We know some of the statistics deployed in the EU referendum campaign were at best dubious. But how did both sides deploy stats to make their points? Nambassa Nakatudde takes a look at the hundreds of campaign leaflets donated to the LSE Library archive, and finds a number of alarming traits: an almost total failure to source statistical claims, a tendency to draw invalid comparisons and selective infographics that left out key information.
Millions of leaflets were distributed in the run-up to the EU referendum. Throughout the campaign, and indeed after it, there have been many attempts to factcheck the statistics quoted by campaigners: the BBC, InFact, FullFact and Channel 4 were among the organisations that tried to verify the figures. This post makes no such attempt. Instead, I want to take an objective look at the way statistics were deployed in campaign materials.
A full list of each of the organisations from which at least one leaflet has been analysed can be found at the end of this article. All material was received by post or on the street and subsequently donated to the LSE Library Archives during the campaign period (20 February – 23 June 2016). For reasons of confidentiality, the addresses which received the discussed campaign material cannot be disclosed. However, leaflets were received in a wide range of UK areas, including but not limited to Cambridge, Gloucestershire, London, Northamptonshire and parts of Wales.
Few organisations did not use statistics in at least one piece of campaign material. Those that chose not to included the Remain-leaning Party of Wales and Greens for Europe. Some material distributed by the Leave campaign groups Conservatives for Britain, Green Leaves, Cross Party, Lexit and several trade unions did not contain statistical information either.
Remarkably, one completely even-handed piece of campaign material was donated to the LSE Library Archives – a booklet distributed by Intercross Britain. All the other donated campaign material firmly supported either a vote to remain in the EU or a vote to Leave. The message obviously varied, but the techniques used by campaigners on both sides were for the most part identical. Loosely defining a statistic as a numerical fact or figure used to convey a message, a look at the letters and leaflets with an analytical eye raises three key questions.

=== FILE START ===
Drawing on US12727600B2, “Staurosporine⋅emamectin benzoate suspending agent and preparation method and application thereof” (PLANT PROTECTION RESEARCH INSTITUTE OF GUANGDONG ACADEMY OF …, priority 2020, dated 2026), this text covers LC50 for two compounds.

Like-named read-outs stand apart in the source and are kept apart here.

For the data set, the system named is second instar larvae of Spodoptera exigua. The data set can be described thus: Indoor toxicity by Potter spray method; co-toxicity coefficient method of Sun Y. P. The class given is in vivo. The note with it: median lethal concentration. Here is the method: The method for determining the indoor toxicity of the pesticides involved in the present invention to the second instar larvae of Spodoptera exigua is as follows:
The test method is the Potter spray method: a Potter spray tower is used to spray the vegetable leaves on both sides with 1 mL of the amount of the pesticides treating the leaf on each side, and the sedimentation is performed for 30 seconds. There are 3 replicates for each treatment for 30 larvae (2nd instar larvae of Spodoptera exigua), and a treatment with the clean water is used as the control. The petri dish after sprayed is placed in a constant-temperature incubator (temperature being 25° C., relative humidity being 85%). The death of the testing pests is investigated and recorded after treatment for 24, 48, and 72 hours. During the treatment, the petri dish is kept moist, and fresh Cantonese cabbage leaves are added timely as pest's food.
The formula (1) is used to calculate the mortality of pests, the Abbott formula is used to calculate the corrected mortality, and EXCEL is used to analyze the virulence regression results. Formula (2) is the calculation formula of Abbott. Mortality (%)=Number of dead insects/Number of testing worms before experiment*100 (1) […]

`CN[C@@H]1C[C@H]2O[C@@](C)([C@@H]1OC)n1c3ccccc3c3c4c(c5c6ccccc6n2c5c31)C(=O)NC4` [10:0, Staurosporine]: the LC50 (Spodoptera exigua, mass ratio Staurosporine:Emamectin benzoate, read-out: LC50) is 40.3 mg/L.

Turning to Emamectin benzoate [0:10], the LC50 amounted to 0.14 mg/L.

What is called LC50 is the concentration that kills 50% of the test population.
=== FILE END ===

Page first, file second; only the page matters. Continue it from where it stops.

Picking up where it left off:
1. Where has this come from? Missing background and source material
Usually, campaigners neglected to include a source and/or date for figures. It is overly optimistic to assume that the average voter would go to the trouble of factchecking quoted statistics, but completely excluding sources from campaign material means the more inquisitive voter will struggle to find their source. Furthermore, it gives organisations license to publish without much fear of retribution for any misinterpretation of data – only the most eager readers would go to the pain of contacting an organisation for data sources.
Perhaps the best-known unsourced statistic was the £350m figure, described as savings which could be invested in the NHS following the UK’s departure from the EU. Grassroots Out, Vote Leave and Better Off Out all used this statistic in the LSE Library’s archived material. While none of the organisations quote a source for the figure, perhaps more importantly none give a description of the methods we now know were used to arrive at the statistic.
Maybe including such detailed information doesn’t make for the most attractive of headlines? Still, simply a link to a file detailing the methodology, and in an ideal world including source data would suffice. There is another problem with the £350m figure because it represents the gross, rather than net contribution – a piece of information which is not stated.
However, in one instance a leaflet did source information given in other campaign material. This, a piece distributed by UKIP, was the only material to employ statistics to debunk claims made by another campaign (please see Figure 1). Sadly, it must be noted that these are the only sourced statistics in the leaflet.